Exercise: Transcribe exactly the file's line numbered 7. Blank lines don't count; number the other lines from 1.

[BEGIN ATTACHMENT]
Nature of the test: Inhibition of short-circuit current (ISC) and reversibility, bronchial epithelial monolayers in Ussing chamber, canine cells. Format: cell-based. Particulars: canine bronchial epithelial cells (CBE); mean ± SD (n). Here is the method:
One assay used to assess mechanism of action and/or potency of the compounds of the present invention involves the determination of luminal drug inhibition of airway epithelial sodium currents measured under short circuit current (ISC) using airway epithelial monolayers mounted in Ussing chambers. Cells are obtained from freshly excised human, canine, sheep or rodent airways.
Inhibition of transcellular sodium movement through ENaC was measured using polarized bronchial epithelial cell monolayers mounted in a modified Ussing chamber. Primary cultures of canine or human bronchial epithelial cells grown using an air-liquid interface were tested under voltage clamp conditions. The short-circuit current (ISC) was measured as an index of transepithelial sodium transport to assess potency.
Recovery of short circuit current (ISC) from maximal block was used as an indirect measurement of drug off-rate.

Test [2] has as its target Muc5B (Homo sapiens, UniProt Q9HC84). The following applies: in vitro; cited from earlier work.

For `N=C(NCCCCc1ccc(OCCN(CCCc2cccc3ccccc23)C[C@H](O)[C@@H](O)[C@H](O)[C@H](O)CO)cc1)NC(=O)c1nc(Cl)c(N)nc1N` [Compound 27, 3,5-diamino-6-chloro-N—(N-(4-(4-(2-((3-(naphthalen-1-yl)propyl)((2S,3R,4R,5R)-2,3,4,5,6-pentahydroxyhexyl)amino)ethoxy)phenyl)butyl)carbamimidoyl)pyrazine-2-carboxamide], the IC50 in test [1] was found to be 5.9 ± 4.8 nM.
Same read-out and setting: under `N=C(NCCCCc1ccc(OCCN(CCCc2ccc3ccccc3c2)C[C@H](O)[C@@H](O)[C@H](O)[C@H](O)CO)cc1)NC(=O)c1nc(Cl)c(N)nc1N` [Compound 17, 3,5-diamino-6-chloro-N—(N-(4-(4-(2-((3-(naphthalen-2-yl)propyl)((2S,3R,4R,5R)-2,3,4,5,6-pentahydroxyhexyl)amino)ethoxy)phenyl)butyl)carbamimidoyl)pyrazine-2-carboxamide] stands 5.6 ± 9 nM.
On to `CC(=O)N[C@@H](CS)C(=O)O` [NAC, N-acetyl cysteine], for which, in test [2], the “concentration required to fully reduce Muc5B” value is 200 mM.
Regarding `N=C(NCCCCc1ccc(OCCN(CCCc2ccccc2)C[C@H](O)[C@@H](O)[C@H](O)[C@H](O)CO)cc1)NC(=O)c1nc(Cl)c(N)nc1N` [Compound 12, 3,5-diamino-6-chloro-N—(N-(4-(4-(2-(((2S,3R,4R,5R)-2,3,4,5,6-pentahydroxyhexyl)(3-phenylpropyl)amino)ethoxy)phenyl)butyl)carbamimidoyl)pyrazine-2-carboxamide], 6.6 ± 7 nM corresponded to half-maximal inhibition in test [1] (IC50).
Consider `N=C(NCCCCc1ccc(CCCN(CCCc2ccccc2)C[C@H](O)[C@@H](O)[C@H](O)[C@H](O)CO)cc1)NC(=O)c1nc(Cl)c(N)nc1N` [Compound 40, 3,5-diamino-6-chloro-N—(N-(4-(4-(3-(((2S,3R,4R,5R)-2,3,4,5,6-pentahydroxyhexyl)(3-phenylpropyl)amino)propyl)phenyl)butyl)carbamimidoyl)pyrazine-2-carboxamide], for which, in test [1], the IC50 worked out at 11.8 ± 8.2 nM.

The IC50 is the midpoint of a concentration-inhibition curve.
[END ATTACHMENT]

Same read-out and setting: under `N=C(NCCCCc1ccc(OCCN(CCCc2ccc3ccccc3c2)C[C@H](O)[C@@H](O)[C@H](O)[C@H](O)CO)cc1)NC(=O)c1nc(Cl)c(N)nc1N` [Compound 17, 3,5-diamino-6-chloro-N—(N-(4-(4-(2-((3-(naphthalen-2-yl)propyl)((2S,3R,4R,5R)-2,3,4,5,6-pentahydroxyhexyl)amino)ethoxy)phenyl)butyl)carbamimidoyl)pyrazine-2-carboxamide] stands 5.6 ± 9 nM.